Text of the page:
Defendant testified he was intoxicated, went to sleep in the back of the car, did not participate in the crime, and knew nothing of it until told about it the following day. Birdwell and Green corroborated defendant's story saying that they entered the Legion Club in the absence of defendant. They admitted the screwdrivers belonged to Green and were used to effect entrance through the window, being interrupted by Mr. Chappell, and taking the $100 bill and hiding it in the clock.
Defendant contends the evidence is insufficient to sustain the charge that he participated in the crime; that he was too intoxicated to formulate an intent to steal; and that the two screwdrivers and the picture of the footprint were erroneously admitted in evidence.
The evidence clearly establishes that the two screwdrivers were used to gain entrance to the Legion Club through a window. This evidence, together with that regarding the footprint, simply serves to prove the unlawful and forceful breaking and entering, a fact admitted by defendant. It could not be detrimental or prejudicial to defendant in any conceivable manner. It was admissible in any event as it tended to prove an essential element of the crime, an unlawful entry. Weapons or other instruments of crime which are so connected with the crime charged as to throw light thereon, or which it is reasonable to infer were used in committing it, are admissible even though not shown to be connected with the accused, as where they tend to throw light on issues other than defendant's connection with the crime. See, 22A C.J.S., Criminal Law, 712a, p. 956, 712b, p. 964; State v. Stroh, 181 Neb. 24, 146 N.W.2d 756. In any event, there was evidence placing defendant at the scene of the crime and actively participating in it. This, in view of the evidence of his companions, directly connects him with the items of evidence to which he now objects.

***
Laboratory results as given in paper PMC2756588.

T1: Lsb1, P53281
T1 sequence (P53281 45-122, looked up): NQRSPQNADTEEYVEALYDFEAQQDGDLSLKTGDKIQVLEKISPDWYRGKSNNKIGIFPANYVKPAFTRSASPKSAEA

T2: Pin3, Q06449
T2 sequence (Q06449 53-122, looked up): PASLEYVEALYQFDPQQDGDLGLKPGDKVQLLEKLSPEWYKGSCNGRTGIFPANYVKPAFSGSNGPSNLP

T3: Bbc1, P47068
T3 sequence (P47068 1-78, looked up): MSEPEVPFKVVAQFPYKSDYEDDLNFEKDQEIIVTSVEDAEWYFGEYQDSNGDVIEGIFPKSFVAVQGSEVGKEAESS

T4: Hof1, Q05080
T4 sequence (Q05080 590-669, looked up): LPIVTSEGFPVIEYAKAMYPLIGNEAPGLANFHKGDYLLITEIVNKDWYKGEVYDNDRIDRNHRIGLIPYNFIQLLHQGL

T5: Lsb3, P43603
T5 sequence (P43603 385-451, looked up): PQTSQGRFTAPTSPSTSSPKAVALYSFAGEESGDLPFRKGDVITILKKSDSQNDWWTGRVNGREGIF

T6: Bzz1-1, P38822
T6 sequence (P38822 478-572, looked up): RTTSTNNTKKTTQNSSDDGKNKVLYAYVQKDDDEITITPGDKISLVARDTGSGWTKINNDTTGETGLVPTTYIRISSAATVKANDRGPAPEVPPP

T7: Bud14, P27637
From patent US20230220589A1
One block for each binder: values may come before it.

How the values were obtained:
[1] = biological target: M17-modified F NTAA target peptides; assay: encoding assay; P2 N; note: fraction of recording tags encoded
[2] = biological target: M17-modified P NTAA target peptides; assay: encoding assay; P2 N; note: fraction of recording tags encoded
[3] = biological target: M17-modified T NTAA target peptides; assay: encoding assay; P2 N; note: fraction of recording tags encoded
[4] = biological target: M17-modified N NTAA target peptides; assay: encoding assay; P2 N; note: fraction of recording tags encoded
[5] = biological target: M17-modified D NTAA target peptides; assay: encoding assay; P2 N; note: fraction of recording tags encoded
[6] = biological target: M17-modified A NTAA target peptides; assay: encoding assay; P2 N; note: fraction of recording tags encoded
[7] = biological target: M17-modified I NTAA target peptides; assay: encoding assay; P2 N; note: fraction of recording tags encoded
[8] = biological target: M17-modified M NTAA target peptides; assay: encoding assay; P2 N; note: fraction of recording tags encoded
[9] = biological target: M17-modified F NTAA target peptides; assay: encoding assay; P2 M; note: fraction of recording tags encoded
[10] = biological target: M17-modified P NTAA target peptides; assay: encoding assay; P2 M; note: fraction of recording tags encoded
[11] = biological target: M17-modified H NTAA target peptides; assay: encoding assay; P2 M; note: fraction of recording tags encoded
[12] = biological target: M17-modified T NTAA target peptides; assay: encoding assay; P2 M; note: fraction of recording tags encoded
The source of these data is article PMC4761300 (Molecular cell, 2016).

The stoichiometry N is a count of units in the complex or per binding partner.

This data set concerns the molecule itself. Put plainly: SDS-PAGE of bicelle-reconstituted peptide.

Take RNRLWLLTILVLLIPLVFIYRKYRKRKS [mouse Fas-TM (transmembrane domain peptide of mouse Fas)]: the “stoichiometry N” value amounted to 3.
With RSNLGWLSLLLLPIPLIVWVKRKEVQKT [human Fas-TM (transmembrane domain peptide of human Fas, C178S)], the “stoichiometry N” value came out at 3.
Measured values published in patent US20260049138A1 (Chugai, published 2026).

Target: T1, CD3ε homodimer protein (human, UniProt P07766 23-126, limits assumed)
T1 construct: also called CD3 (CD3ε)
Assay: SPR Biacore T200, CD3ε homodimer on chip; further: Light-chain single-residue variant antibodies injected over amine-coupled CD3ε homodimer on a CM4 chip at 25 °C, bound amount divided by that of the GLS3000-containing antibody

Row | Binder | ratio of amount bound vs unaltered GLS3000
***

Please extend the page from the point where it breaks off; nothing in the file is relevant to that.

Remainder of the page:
The evidence is conflicting in regard to defendant's participation in the crime. He and his friends contend he was not present, but he was positively identified by Mr. Chappell as a participant. The three men had been drinking together throughout the evening. Neither Birdwell nor Green testified that defendant was in such a state of intoxication as to be unaware of his actions and defendant concedes he had still been able to walk a considerable distance a short time before the offense was committed. According to Mr. Chappell, defendant had been able to enter the Legion Club through the window and take part in the theft. In fact, the defendant himself has not stated he was in such a mental state, due to intoxication, as to be unaware of his actions. He says only that he was intoxicated, was asleep in the car, and a nonparticipant. These are factual questions to be resolved primarily by the trial court. It is not the province of the Supreme Court to resolve conflicts in the evidence, pass on the credibility of witnesses, or weigh the evidence, unless it is so lacking in probative force that it is insufficient to support, as a matter of law, a finding of guilt beyond a reasonable doubt. See, State v. Brown, 174 Neb. 387, 118 N.W.2d 328; State v. Wilson, 174 Neb. 86, 115 N.W.2d 794. We find the evidence of defendant's guilt to be sufficient to merit our sustaining his conviction.
The judgment of the district court is affirmed.